In In re Mwangi, No. 12-16087 (9th. Cir. August 26, 2014), the United States Court of Appeals for the Ninth Circuit addressed the issue of whether a bank violates the automatic stay set forth in Bankruptcy Code section 362 when it freezes a Chapter 7 debtor’s account pending resolution of the debtor’s claim that funds in the account are exempt from bankruptcy proceedings. The Ninth Circuit held that the bank did not violate the automatic stay, and that the debtor could not assert a plausible injury resulting from the alleged stay violation.
The Mwangi debtors, Eric Mwangi and Pauline Mwicharo, filed a voluntary Chapter 7 bankruptcy petition. The debtors held accounts at Wells Fargo Bank. Shortly after the petition was filed, Wells Fargo placed a “temporary administrative pledge” on the funds in debtors’ accounts. The pledge acted as a freeze on the debtors’ accounts. After freezing the accounts, Wells Fargo contacted the trustee concerning the distribution of account funds, and informed the trustee that the funds would be frozen until it either received orders from the trustee, or until 31 days after the Bankruptcy Code section 341 meeting of creditors. The debtors claimed that the funds in the frozen accounts were exempt from the bankruptcy proceedings. Wells Fargo refused the debtors’ requests to lift the freeze. The debtors filed a motion in bankruptcy court for Wells Fargo’s alleged intentional violation of the automatic stay set forth in Bankruptcy Code sections 362(a)(3) and (a)(6).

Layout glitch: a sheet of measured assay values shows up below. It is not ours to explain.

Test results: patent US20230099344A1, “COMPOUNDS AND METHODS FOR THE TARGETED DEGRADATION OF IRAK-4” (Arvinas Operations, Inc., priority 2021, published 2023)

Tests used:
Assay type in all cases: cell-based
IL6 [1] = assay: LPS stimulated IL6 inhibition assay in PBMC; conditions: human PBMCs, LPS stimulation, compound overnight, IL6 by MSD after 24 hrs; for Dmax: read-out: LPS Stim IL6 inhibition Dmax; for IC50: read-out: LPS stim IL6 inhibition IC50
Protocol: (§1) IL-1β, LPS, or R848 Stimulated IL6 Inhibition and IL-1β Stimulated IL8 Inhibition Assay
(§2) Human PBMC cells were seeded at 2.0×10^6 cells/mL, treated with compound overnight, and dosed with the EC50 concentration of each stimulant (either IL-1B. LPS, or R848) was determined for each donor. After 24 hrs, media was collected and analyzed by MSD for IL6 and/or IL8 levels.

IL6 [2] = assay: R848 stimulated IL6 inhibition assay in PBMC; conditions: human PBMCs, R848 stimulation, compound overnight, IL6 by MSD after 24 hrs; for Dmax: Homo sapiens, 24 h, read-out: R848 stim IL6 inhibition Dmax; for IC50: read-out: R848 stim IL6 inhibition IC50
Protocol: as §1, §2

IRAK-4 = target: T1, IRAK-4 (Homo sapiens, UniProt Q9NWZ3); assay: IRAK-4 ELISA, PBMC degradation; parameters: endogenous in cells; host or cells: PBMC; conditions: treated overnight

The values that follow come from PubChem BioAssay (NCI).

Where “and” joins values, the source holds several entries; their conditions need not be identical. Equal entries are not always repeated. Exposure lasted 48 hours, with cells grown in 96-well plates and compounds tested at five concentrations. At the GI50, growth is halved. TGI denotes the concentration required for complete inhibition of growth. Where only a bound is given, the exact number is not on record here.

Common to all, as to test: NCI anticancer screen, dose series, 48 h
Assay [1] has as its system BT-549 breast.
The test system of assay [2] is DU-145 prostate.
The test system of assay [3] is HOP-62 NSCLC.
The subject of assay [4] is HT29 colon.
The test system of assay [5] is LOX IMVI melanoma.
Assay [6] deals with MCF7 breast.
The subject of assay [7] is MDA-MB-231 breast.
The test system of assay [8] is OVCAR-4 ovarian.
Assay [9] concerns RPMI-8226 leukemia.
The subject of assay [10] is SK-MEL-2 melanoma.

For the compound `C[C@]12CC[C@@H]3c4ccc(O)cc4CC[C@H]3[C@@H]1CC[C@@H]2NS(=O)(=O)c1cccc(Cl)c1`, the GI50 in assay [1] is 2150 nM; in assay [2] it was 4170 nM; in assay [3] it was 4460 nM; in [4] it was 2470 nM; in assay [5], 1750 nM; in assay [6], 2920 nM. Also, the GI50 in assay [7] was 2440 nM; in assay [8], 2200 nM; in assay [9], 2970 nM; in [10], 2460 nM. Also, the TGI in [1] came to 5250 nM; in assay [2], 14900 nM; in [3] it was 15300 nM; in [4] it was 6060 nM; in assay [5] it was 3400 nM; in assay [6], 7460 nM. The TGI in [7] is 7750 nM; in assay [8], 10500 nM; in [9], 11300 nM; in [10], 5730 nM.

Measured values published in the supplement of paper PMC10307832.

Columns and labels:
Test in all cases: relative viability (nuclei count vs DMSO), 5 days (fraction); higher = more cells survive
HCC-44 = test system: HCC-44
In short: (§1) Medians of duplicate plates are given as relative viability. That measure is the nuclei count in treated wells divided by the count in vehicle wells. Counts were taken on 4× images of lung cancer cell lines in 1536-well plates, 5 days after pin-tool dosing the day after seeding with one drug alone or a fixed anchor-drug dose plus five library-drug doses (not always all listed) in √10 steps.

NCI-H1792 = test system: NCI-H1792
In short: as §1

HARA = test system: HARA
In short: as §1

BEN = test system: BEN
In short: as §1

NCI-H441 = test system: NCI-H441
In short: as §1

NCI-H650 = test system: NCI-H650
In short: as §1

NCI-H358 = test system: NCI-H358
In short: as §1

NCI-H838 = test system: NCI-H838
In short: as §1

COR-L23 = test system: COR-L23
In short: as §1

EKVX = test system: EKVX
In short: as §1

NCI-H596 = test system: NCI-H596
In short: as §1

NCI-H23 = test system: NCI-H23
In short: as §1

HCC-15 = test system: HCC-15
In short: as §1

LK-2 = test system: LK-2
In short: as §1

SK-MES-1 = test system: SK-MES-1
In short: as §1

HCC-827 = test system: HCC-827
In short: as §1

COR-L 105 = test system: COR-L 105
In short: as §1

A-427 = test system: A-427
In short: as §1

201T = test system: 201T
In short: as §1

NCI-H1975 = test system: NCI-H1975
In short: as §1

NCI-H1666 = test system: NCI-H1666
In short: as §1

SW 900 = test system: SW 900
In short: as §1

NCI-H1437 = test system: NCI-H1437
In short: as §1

The filing of a bankruptcy petition automatically creates an estate that includes all of the debtor’s legal and equitable interests as of the case’s commencement. The debtor is required to surrender all estate property to the trustee. However, the debtor may claim certain exemptions by listing all property he claims as exempt. The Bankruptcy Code provides that any claimed exemption is deemed exempt if no party objects within 30 days after the Section 341 meeting of creditors is held, or within 30 days after an amendment to the list of exempted claims. The Mwangi debtors claimed the Wells Fargo funds were exempt from the proceedings under a Nevada statute exempting 75% of their disposable earnings. None of the debtors’ creditors objected to the claimed exemption within the 30 day objection period.
In rejecting the debtors’ arguments that Wells Fargo’s freeze violated the automatic stay, the Ninth Circuit noted that the frozen account funds remained estate property until the end of the 30 day period for creditors to object to the debtors’ claimed exemption. When funds are property of the estate, debtors have no right to possess or control such funds. Thus, the debtors could not assert any injury as a result of the freeze. Further, once the 30 day period for objection to the claimed exemption expired, the funds in the frozen account were deemed exempt, and were no longer part of the estate. Funds that are not part of a bankruptcy estate are not afforded protection of the automatic stay provisions of Bankruptcy Code section 362. The Ninth Circuit therefore held that the debtors could not assert a claim against Wells Fargo for violation of the automatic stay.
Because of In re Mwangi, banks are permitted to place a freeze on a debtor’s bank accounts pending resolution of exemption claims. When banks choose to freeze a debtor’s accounts in this way, creditors can be assured that a debtor will not be permitted to access and dispose of funds to the detriment of creditors who have claims against the debtor’s estate.
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